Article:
BEYOND THE NUMBERS
Q & A with Paul Van de Water: Debunking False Claims About Health Reform's Impact on Jobs and the Deficit
In this podcast, we’ll discuss myths about health reform’s impact on jobs and the deficit. I’m Shannon Spillane and I’m joined by Paul Van de Water, Senior Fellow here at the Center.
Paul, during the debate over the Affordable Care Act last spring, the nonpartisan, highly-regarded Congressional Budget Office – known as CBO,issued a report that showed the Affordable Care Act would reduce the deficit, by $143 billion in its first ten years, and by a significant, additional amount after that.
That’s right, Shannon. And, CBO has said so several times, most recently in a letter to Speaker of the House John Boehner just two weeks ago.
But critics continue to charge that the CBO estimate is wrong because health reform relies on several budgetary gimmicks.
These claims of budgetary gimmickry are false. I worked at CBO for 18 years, so I know a budget gimmick when I see one. And these are no gimmicks.
One claim we often hear is that Congress backloaded the laws costs to make it appear fiscally responsible. That is, they say, its biggest spending increases don’t take effect for four years – so the bill uses ten years of revenue increases to pay for only six years of significant spending. Can you explain why that claim is incorrect?
Sure. It’s true that some of the provisions that save or raise money kick in before spending on things like tax credits to help make insurance more affordable. But there are also major revenue increases that don’t take effect until later—for example, the law’s excise tax on high-cost insurance plans.
And let’s be clear. If this were a gimmick, the law would appear fiscally responsible in the first decade, but the hidden costs would pop up down the road. That’s how gimmicks work. But that’s not the case here. CBO found that the law reduces deficits even more in the law’s second ten years than it does in the first.
House Republican leaders say that the Affordable Care Act will destroy jobs by making it more expensive for employers to provide insurance for their employees. Is there any truth to this?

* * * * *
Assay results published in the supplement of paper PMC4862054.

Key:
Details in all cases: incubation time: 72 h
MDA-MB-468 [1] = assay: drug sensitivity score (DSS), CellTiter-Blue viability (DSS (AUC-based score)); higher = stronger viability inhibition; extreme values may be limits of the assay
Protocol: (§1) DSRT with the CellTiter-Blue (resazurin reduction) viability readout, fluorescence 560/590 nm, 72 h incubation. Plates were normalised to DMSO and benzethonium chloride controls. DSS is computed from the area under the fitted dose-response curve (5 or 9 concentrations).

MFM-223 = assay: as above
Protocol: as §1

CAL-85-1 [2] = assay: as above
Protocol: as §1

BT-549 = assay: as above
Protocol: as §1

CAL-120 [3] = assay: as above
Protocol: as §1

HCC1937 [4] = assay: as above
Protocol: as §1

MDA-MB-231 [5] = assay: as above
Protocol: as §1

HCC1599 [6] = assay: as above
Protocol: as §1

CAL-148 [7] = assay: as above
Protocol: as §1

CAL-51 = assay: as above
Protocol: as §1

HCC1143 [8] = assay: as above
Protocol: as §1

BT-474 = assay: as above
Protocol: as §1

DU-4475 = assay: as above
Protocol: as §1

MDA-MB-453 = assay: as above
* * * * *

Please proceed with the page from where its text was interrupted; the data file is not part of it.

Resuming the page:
No, it’s completely wrong. CBO also looked at this issue and they found that health reform is unlikely to raise most businesses’ health insurance premiums -- in fact for most firms, premiums are likely to go down.
What CBO did say is that some people who are currently working primarily because they need their health insurance might choose to retire early or work a little less.
But that has nothing to do with firms hiring fewer people. Opponents of reform who claim that will happen are not only wrong but are misleading the public.
Paul, what’s the bottom line?
Two key points. First, in attacking the CBO estimate of health reform’s costs and making false claims about the law’s impact on jobs, opponents of reform are perpetuating myths and deliberately confusing the public. Health reform will reduce the deficit and will not kill jobs.
Second, at a time when the nation faces serious long-term fiscal challenges, it’s extremely troubling to see Congressional leaders rejecting CBO analyses they find politically inconvenient and promoting their own partisan estimates.
Thanks for joining me, Paul. To learn more about these issues, check out our report "Debunking False Claims About Health Reform, Jobs, and the Deficit."